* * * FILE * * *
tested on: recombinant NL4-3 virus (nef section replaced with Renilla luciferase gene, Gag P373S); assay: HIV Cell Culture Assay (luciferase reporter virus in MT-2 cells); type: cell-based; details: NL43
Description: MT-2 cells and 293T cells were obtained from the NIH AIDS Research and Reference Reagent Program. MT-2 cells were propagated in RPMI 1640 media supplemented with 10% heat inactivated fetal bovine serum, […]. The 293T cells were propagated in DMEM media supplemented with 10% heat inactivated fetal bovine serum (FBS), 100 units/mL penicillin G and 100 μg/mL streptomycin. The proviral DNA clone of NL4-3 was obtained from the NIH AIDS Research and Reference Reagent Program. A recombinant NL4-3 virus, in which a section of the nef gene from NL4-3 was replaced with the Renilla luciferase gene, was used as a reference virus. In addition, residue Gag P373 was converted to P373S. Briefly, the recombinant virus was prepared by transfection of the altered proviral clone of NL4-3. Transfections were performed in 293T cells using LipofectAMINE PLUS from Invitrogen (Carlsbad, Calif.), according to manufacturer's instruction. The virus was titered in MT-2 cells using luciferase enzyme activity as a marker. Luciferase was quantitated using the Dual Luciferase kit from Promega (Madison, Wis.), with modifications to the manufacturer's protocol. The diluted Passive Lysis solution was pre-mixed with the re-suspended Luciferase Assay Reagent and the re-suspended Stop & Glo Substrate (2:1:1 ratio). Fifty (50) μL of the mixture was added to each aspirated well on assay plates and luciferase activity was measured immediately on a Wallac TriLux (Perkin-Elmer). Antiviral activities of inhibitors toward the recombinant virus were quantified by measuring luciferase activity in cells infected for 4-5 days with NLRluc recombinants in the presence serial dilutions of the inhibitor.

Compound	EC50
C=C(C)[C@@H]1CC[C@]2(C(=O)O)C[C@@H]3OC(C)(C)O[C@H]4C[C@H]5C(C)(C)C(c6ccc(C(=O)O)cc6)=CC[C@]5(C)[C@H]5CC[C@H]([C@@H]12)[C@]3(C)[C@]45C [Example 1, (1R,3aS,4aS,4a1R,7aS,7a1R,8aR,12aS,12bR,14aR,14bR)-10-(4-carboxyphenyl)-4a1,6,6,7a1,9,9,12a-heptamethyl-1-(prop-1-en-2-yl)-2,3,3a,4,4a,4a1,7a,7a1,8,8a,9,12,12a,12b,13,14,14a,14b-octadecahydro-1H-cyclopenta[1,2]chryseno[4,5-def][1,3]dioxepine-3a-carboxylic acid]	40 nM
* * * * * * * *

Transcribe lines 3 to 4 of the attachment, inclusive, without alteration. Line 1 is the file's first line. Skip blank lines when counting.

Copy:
Compound	EC50
C=C(C)[C@@H]1CC[C@]2(C(=O)O)C[C@@H]3OC(C)(C)O[C@H]4C[C@H]5C(C)(C)C(c6ccc(C(=O)O)cc6)=CC[C@]5(C)[C@H]5CC[C@H]([C@@H]12)[C@]3(C)[C@]45C [Example 1, (1R,3aS,4aS,4a1R,7aS,7a1R,8aR,12aS,12bR,14aR,14bR)-10-(4-carboxyphenyl)-4a1,6,6,7a1,9,9,12a-heptamethyl-1-(prop-1-en-2-yl)-2,3,3a,4,4a,4a1,7a,7a1,8,8a,9,12,12a,12b,13,14,14a,14b-octadecahydro-1H-cyclopenta[1,2]chryseno[4,5-def][1,3]dioxepine-3a-carboxylic acid]	40 nM